Abdulrahman: That’s a good question, thank you. But with the rapid changes that are happening in the world today, it would be hard for me to identify one trend in a comparison to another. I can’t define a certain design trend that is dominating the scene. There is a huge diversity in design and each has it’s own audiences and supporters. You could always spot complex designs as well as novice ones in many different styles. Typography designs play a strong role in here and designers (in general) has a good taste in adopting it in their work’s style.
What are some of the biggest challenges you’ve faced as an agency? How have you overcome them?
Abdulrahman: In Yemen, one of the biggest challenges was finding and maintaining good designers. We worked with many but it wasn’t good enough, as they didn’t have the needed skills and the creative minds we were looking for. So we decided to go to universities and education institutes and hire recent graduates. It was time-consuming and wasn’t an efficient methodology for searching for new talents, yet we enjoyed it and we thought that in a way or another we contributed to our society. Also, the conflict in Yemen created an unstable market; businesses kept falling down and that affected us as well. We lost many clients; it was like a huge slap in the face. Again this is why we moved to Turkey.
When looking for design inspiration, where do you turn? How do you keep the team at Snono inspired?
Abdulrahman: I believe that humans are curious about other humans. Wouldn’t you agree?
I am inspired by people around me, a single conversation can lead to a great idea. I find knowledge sharing is the best source of inspiration too.
I do encourage my team to seek out opportunities of interactions and mingle with those who can feed into their minds things that they had never experienced before. I also keep them inspired by giving them the space they need so they can be challenged and try different things. There is no limit of what they can do and can't. They are aware of that.
You have a team with a wide variety of talents! How do the different parts of the team work together on a single project?
Abdulrahman: I love the environment of our workspace, we really feel that we are one big family, and the fact that we are various in ages and professional experiences allows for direct mentorship to take place and each learn from the other. That’s something I’m really proud of.
As for our approach to work collectively on a single project, it’s not hard to figure out since we have established a flexible working environment. It goes like this: prior to any new project I ask more than one team member to make some drafts for a certain project (usually based on the previous creative brief). After we define the path with the client, I usually ask one person (unless the project needs more) to be fully in charge of the of the whole project. Of course, this is being done along the supervision of the Art Director but in a way that it doesn’t make him/her feel less controlled.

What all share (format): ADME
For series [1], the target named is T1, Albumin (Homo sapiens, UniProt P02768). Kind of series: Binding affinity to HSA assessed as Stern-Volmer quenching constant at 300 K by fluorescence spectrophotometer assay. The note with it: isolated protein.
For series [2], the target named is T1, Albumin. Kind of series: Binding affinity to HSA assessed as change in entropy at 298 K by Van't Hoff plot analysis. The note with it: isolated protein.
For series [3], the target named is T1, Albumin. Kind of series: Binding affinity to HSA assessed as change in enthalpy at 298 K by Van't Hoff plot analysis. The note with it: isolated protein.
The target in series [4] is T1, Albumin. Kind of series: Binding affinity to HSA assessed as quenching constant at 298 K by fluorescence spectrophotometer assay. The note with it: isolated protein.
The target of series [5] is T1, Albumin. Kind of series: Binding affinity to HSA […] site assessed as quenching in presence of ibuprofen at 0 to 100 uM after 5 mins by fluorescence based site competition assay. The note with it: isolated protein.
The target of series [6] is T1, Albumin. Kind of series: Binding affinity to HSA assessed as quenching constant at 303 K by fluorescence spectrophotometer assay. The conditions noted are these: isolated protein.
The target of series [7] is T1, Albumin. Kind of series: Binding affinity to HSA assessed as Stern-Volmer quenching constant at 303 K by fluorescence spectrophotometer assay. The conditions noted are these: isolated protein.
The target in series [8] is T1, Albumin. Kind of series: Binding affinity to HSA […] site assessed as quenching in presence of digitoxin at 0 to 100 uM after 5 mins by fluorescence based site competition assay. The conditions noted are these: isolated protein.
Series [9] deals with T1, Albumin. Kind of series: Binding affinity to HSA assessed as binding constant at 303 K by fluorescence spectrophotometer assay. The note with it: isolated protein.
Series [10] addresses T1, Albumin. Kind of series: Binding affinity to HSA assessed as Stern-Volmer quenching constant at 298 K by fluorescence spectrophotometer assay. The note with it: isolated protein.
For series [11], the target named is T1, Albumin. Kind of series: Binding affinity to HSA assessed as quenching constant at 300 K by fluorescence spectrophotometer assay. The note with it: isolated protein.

We also allow our team members to communicate with the clients directly to get feedback and discuss details with them about the project. This is really beneficial. Given the trust we built within the team, I believe that allowing team members to have a direct connection with clients is a good way to make them care more and act responsibly toward finalizing everything before the deadline.
Tell us about one of your favorite packaging or branding projects you’ve worked on.
Abdulrahman: One of my favorite projects is titled "Leena.” It was our first packaging project. So that was really an exciting kick off our journey. It was designed for a Yemeni fragrance company manufacturing natural reed diffusers
Leena was inspired and designed based on unique Yemeni ancient illustrations that could be historically witnessed in buildings and architectural spaces in Yemen. It’s really hard to not notice them, especially in less modern houses. The target market for this product was Europe and countries around the world and so I aimed to include a slice of our culture in it.
How do you hope to make people feel through your design work?
Abdulrahman: I always aim to produce something that would trigger attention and that it won’t be easy to grasp at first hand. I want people to feel intrigued and ask questions. I also want them to feel the changes of tests and inspirations as we progress in our work.